Israel Continues Effort to Strengthen Abbas
RENEE MONTAGNE, host:
Israeli media report that an arms shipment from Egypt was transferred through Israel to the security forces of Palestinian leader Mahmoud Abbas in Gaza. It's part of an Israeli decision to strengthen Abbas as he moves to confront the ruling Islamist Hamas movement. But officials of Abbas's own Fatah party are denying any arms have been transferred.
NPR's Linda Gradstein reports.
LINDA GRADSTEIN: Both state-run Israel radio and the Haaretz newspaper reported that the 2000 AK-47 rifles, 20,000 magazines and two million rounds of ammunition were transferred from Egypt to Gaza via Israel. The newspaper said the decision to allow the transfer of the guns was made in last weekend's meeting between Israeli Prime Minister Ehud Olmert and Abbas in Jerusalem.
That summit, the first substantive meeting between the two leaders, is just part of a flurry of diplomatic activity that raised hopes for a renewal of Israeli/Palestinian peace talks. Olmert goes to Sharmashick(ph) next week to meet Egyptian President Hosni Mubarak.
Yesterday, Egyptian Foreign Minister Ahmed Aboul Gheit was in Jerusalem meeting Olmert. In a news conference he said an Israeli soldier captured by Hamas-linked gunmen six months ago is alive and he believes he will be released. Egypt has been mediating an exchange of more than 1,000 Palestinian prisoners for the soldier.
Aboul Gheit said Egypt is not giving up on an Israeli/Palestinian peace deal.
Mr. AHMED ABOUL GHEIT (Egyptian Foreign Minister): The objective is to keep pushing for a viable peace process, building trust between the Israelis and the Palestinians, trying to achieve a breakthrough in the relationship.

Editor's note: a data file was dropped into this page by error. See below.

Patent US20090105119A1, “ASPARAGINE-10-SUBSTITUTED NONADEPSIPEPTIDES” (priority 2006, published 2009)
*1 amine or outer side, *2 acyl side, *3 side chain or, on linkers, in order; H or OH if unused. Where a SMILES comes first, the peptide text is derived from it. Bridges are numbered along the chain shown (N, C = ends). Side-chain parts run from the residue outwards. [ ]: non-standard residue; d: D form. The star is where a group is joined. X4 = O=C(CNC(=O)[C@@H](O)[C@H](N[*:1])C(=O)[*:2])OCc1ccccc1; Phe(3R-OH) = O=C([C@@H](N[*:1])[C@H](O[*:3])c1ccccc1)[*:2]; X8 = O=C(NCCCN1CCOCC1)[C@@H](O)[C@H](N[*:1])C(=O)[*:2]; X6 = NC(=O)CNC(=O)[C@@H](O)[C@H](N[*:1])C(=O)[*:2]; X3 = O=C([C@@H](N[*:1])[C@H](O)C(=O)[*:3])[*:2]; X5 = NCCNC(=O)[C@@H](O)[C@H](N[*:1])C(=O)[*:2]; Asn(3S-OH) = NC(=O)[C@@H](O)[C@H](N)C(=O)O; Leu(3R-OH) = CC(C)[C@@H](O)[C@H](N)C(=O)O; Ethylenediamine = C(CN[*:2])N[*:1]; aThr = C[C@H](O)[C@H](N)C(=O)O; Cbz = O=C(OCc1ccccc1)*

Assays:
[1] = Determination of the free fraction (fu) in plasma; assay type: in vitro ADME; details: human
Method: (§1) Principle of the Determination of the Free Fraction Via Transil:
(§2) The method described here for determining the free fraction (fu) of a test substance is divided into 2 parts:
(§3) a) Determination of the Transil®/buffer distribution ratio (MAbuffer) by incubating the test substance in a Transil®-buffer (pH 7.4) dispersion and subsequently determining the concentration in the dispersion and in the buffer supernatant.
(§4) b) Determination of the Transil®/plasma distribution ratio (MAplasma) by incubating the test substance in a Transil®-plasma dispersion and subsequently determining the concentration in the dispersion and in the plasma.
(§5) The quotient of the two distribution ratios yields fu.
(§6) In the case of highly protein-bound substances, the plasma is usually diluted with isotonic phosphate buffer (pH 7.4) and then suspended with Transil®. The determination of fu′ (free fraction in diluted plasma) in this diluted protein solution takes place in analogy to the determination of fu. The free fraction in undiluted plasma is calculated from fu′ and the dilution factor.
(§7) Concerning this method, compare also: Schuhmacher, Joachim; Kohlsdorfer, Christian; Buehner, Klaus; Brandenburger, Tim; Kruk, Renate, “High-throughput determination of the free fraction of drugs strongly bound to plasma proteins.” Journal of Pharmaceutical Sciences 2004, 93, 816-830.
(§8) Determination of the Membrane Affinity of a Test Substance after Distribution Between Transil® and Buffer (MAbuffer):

GRADSTEIN: At the same news conference, Foreign Minister Tzipi Livni said Israel is committed to a Palestinian state.
Ms. TZIPI LIVNI (Israeli Foreign Minister): And we show division when it comes to this conflict of two states for two people. We show the understanding that stagnation is not the right policy.
GRADSTEIN: The right policy, say Israeli officials, is to strengthen Abbas as he moves to challenge the ruling Hamas movement, which won elections a year ago. Abbas recently called for new elections, a move Hamas opposes.
For the past month, and despite growing public anger, Israel has not responded to almost daily Palestinian rocket fire from Gaza, most of it by the Islamic Jihad movement. But on Tuesday, two 14-year-old boys were badly wounded in a rocket attack.
Yesterday, Israeli officials announced that Israel will hit back. Israeli Foreign Ministry spokesman Mark Regev.
Mr. MARK REGEV (Israeli Foreign Ministry Spokesman): The government has allowed in a very, very careful and surgical way for defensive purposes only. If we see a group of people launching a rocket trying to kill Israeli civilians, they are a legitimate target. And I hope the Palestinian leadership, those moderates on the Palestinian side, understand this is a necessity. You cannot have a situation where your civilian population is open just to attack after attack like ducks in a shooting gallery.
GRADSTEIN: Hamas spokesman Ghazi Hamad warned a hard-won ceasefire could collapse if Israel resumes attacks in Gaza.
Mr. GHAZI HAMAD (Hamas Spokesman): We still believe that this agreement is alive and both sides should respect this agreement because it is interest for our people.
GRADSTEIN: Linda Gradstein, NPR News, Jerusalem.
NPR transcripts are created on a rush deadline by a contractor for NPR, and accuracy and availability may vary. This text may not be in its final form and may be updated or revised in the future. Please be aware that the authoritative record of NPR's programming is the audio.